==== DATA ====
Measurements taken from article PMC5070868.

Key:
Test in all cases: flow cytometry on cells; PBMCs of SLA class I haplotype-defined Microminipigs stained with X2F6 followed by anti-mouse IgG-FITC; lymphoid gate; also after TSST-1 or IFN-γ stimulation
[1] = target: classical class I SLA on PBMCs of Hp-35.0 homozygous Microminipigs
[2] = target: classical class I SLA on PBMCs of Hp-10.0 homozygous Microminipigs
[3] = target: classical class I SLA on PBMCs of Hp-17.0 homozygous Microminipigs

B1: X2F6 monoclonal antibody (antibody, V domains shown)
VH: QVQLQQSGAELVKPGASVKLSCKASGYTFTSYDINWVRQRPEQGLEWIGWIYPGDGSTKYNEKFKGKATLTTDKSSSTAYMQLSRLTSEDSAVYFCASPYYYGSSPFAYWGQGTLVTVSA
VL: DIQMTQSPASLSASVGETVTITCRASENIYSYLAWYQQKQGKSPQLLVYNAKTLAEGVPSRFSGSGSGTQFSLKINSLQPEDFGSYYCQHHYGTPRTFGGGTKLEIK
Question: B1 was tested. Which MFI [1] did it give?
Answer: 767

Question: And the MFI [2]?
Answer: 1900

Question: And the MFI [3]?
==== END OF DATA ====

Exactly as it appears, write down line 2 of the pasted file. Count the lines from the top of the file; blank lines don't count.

Key: